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The Profession

Brett Kirkham

Foster Farms’ director, corporate treasurer knows that risk managers need to graduate from a “necessary evil” to a true business partner in their companies.
By: | August 31, 2016 • 4 min read

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R&I: What was your first job?

I first started working in high school scanning accounts payable invoices and washing cars on the side. I consider my first career job to be when I graduated college as an internal auditor.

R&I: How did you come to work in risk management?

Just natural career progression. Parts of risk management have been a function of my positions throughout my career and even more integrated into my current position at Foster Farms.

R&I: What is the risk management community doing right?

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Using data to better understand and assess risk, which I think is making the overall process more efficient and cost effective.

R&I: What could the risk management community be doing a better job of?

I think we need to continue progressing as a value-added partner to the business and support for the C-suite. As an internal auditor for a large public company, we spent a lot of time improving our processes and procedures to show that we were a business partner and not a “necessary evil.” As risk managers, we can bring a lot to the table and are an important part of the business’ success and sustainability.

R&I: What’s been the biggest change in the risk management and insurance industry since you’ve been in it?

Expectation and flexibility. I think the expectation of risk management has continued to evolve and the role has continued to expand, especially as we continue to push for becoming a stronger business partner. I’ve also continued to see more flexibility with the insurance carriers in structuring programs to meet the individual needs of the business and key risks. There is more of a partnership between the carriers and the business in managing the risk and developing strong programs.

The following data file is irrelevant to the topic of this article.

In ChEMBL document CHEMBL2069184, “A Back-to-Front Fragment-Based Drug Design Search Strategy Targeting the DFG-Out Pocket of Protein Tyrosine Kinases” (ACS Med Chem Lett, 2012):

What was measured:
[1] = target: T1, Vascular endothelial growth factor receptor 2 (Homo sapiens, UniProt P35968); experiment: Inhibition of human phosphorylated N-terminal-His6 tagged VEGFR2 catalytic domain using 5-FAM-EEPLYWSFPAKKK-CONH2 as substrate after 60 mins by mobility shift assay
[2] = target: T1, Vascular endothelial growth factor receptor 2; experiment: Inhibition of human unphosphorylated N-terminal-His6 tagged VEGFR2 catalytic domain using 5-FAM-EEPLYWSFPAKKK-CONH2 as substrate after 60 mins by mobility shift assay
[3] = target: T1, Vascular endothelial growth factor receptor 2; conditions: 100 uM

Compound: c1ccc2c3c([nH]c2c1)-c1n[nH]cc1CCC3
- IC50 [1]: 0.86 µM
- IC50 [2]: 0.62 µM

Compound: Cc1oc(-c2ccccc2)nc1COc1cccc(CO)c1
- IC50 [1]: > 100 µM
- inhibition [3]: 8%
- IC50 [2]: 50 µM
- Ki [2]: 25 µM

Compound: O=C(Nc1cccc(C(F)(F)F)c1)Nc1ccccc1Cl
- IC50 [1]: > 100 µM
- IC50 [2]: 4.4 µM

R&I: What emerging commercial risk most concerns you?

Right now, I am most concerned about increasing regulatory and social risk. The evolving USDA standards and requirements on food companies, along with the consumers’ expectations and how quickly they can influence new trends and social movements are both challenges for us.

“I like to question the processes, procedures and challenge the status quo, which has generated savings and overall improvements for the company.”

R&I: What insurance carrier do you have the highest opinion of?

That varies by line of coverage. Based on more recent changes, SwissRe and Zurich have been great partners for us and continue to hold lead positions on different programs when others were exiting the space. They both continue to participate in various programs and support our business.

R&I: How much business do you do direct versus going through a broker?

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We work 100 percent with a broker.

R&I: Is the contingent commission controversy overblown?

I think so. It seems a lot of controversy comes from the thought that brokers may not be making the best decision for policyholders when placing coverage in order to earn additional commission. But if the risk manager stays involved in the annual renewal process and is the ultimate decision-maker, I think the risk is minimized.